El Impulso published its last print edition today, bringing an end to the circulation run that it started 114 years ago. The newspaper has been forced to stop circulation due to a lack of printing paper.
The newspaper explained the circumstances surrounding its end in an editorial published today, which I’ve translated below:
Today is the last day that they will allow us to circulate.
After 114 years of existence, El Impulso is being forced to close our print issue indefinitely due to a lack of raw materials. As an organization, we’ve filed all of the necessary paperwork to keep our line of production up.
Once again, the Alfredo Maneiro Corporation (the only one authorized by the government to provide print media with resources), has been keeping us waiting.
Alongside other newspaper companies, we announce this forced and difficult decision in light of the complex situation that the country is traversing.
Today, our future seems uncertain. We cannot escape the calamity that Venezuela is living when it comes to the political, the social, and the economic.
First and foremost, we would like to thank our loyal readers, distributors, announcers, and friends who have supported us during this time and others, under such difficult circumstances as these. We [would also like to thank] our workers for their relentless support for this company through so many years.
It is worth pointing out that this event will have incalculable consequences for the freedom of expression and freedom of press, given that El Impulso is considered to be an icon of modern journalism and social justice struggles. However, we will not yield in our efforts to show the reality that the country is living through other media channels.
These 114 years have not been in vain. We have survived instability in other eras. We will continue to fight from any space we consider a trench, and in so doing continue to maintain our followers informed about daily events. We will always defend truth and democratic values. We will continue to be the voice of the people, to whom we have been indebted since our foundation.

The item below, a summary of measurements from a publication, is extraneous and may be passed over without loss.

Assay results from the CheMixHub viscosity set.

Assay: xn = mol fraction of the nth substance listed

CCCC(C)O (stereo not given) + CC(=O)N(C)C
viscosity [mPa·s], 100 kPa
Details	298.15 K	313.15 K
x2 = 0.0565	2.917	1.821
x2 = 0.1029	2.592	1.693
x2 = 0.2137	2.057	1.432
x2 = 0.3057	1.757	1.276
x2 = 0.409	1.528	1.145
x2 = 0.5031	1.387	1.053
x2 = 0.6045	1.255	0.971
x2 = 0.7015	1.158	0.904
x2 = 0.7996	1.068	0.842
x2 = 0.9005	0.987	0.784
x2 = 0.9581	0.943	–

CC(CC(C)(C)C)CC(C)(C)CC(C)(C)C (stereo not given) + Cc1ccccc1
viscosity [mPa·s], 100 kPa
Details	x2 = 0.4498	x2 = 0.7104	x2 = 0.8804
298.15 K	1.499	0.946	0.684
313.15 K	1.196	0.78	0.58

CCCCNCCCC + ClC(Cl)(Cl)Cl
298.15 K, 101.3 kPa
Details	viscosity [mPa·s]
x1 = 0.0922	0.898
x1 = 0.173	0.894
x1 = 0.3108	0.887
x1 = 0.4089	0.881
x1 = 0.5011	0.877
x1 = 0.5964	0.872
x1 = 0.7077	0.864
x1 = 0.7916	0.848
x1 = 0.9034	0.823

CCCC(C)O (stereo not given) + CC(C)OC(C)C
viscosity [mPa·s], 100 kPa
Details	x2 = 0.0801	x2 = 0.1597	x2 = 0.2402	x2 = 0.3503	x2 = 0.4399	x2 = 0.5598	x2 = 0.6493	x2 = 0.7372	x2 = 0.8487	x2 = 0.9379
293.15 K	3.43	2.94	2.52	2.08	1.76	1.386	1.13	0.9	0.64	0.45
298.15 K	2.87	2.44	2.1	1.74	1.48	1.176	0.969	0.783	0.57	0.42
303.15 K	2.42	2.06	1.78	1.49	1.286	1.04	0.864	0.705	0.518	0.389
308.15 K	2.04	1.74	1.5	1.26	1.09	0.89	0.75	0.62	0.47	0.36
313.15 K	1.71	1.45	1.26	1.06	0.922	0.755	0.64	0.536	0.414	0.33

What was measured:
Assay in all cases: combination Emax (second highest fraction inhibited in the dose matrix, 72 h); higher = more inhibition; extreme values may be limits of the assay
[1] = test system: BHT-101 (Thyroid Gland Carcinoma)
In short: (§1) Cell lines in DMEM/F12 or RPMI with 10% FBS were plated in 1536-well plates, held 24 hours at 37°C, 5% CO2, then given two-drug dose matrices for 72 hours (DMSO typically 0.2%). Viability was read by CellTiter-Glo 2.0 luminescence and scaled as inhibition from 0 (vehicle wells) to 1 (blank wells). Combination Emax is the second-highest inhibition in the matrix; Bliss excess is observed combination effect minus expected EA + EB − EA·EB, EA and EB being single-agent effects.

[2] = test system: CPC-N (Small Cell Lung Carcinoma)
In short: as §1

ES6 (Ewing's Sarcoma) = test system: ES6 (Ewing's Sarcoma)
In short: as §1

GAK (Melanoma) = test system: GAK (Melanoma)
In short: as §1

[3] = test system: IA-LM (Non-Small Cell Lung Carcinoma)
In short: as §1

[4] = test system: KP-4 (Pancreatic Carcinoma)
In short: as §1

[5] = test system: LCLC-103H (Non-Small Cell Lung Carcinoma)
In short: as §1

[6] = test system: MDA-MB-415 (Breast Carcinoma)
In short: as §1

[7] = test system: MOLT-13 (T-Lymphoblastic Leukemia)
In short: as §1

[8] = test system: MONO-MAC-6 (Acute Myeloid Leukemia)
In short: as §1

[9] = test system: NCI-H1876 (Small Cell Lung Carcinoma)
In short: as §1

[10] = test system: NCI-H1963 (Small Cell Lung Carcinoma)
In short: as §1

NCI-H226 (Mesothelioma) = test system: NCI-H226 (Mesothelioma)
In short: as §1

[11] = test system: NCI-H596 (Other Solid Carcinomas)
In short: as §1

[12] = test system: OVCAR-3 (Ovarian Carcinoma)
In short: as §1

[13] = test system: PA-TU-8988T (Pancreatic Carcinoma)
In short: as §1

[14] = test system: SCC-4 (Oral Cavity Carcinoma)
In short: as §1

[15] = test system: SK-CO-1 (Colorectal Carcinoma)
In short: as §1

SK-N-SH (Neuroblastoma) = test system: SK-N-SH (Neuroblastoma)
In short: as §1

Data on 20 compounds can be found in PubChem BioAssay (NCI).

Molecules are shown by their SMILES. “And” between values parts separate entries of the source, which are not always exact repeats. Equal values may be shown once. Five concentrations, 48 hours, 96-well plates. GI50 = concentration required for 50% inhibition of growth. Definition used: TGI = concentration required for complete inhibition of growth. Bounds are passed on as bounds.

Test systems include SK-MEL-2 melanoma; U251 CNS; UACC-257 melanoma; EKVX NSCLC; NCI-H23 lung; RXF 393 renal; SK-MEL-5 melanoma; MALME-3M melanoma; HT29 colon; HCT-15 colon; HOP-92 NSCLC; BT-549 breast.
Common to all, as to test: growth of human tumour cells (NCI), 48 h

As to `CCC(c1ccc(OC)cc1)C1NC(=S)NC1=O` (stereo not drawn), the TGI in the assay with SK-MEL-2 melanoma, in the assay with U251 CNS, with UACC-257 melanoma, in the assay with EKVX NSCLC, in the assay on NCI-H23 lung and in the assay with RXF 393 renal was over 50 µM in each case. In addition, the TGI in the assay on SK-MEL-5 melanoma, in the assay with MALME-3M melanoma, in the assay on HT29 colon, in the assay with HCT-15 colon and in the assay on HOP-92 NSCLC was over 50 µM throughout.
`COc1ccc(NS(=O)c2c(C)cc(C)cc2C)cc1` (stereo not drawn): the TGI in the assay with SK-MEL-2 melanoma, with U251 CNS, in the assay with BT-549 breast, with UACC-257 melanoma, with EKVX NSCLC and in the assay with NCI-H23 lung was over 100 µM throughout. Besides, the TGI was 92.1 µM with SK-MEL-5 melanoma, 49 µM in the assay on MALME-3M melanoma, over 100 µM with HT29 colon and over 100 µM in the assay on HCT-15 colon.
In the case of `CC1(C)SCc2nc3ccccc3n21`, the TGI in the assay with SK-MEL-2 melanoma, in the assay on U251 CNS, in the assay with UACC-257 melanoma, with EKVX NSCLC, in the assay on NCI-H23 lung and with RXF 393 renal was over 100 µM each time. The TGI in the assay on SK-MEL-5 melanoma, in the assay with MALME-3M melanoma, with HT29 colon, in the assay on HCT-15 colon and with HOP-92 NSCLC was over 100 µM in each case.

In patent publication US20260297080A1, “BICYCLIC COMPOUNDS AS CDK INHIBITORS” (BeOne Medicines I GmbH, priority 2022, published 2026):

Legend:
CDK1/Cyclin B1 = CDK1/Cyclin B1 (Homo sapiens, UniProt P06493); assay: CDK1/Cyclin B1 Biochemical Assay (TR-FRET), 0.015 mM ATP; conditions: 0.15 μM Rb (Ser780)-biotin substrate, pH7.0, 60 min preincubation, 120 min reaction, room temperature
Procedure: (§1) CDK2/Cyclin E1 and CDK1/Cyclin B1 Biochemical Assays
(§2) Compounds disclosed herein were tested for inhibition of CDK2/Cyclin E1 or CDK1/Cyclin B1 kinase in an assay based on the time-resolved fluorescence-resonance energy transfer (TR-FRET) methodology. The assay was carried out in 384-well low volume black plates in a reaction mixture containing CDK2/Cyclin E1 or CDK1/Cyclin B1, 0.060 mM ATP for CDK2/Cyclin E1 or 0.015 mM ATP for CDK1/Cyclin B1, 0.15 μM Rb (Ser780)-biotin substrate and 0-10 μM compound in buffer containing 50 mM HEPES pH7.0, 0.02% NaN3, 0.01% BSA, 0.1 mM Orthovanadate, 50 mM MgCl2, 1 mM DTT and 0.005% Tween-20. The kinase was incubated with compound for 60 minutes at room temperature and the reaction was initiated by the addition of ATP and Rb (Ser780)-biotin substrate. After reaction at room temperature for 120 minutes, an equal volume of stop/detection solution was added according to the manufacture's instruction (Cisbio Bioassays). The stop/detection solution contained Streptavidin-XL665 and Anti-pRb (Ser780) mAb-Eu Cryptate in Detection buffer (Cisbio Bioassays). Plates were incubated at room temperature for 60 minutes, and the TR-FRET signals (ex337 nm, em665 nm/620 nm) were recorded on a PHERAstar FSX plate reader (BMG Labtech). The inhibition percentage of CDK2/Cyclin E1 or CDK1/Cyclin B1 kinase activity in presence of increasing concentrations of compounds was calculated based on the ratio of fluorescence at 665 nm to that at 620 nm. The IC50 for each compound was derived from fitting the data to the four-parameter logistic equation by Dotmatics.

In Venezuela, access to foreign currency is strictly regulated by the Maduro regime. Newspapers that are critical of the regime are routinely denied foreign currency, making it impossible for them to purchase print paper, all of which must be imported to the country.
According to the Sindicato Nacional de Trabajadores de Prensa (National Press Workers Syndicate), at least 20 newspapers were forced to close in 2017 due to a lack of printing paper.
Peru Calls Lima Group Meeting Over Elections in Venezuela
Peru has called for a special meeting of the Lima Group to take place on Tuesday in the titular capital, during which time the group is expected to discuss the matter of the upcoming presidential election in the country.
The Group–which is made up of 12 regional nations working together to restore democracy in Venezuela–considers that the regime’s announced date of April 22 for the presidential vote “will not allow the process to be fair, free, transparent and democratic”. This concern echoes those of Venezuelan regime critics, as well as that from one of the heads of Venezuela’s electoral authority.
The Lima Group is made up of Argentina, Canada, Chile, Colombia, Guatemala,. Honduras, Mexico, Panama, Paraguay, Peru, Brazil, and Costa Rica. A meeting of the Group on January 23 also included representatives from Guayana and Saint Lucia.
Minimum Monthly Salary Only Buys A Carton of Eggs and One Kilogram of Cheese
The country’s hyperinflationary crisis is rendering money more and more useless with each passing day. According to Cronica Uno, the minimum monthly salary–Bs. 797.510.40–is now equivalent to a carton of 30 eggs and a kilogram of cheese.
According to the website, a carton of 30 eggs today costs Bs. 500,000. That is an increase of 9,515% in one year; in January of 2017, the same product sold for Bs. 5,200 in the country’s supermarkets. A kilogram of hard cheese today costs Bs. 200,000.
A woman named Carolina Velasquez told reporters with the website how her family deals with the crisis:
The price of eggs is the same everywhere. We haven’t eliminated this protein, but we’ve reduced how much of it we eat. We make it last by making perico [a typical Venezuelan omelette with peppers and tomatoes], and we substitute it with grains.
Questions/Comments? E-mail me: email@example.com
Keep in touch on Facebook! In Venezuela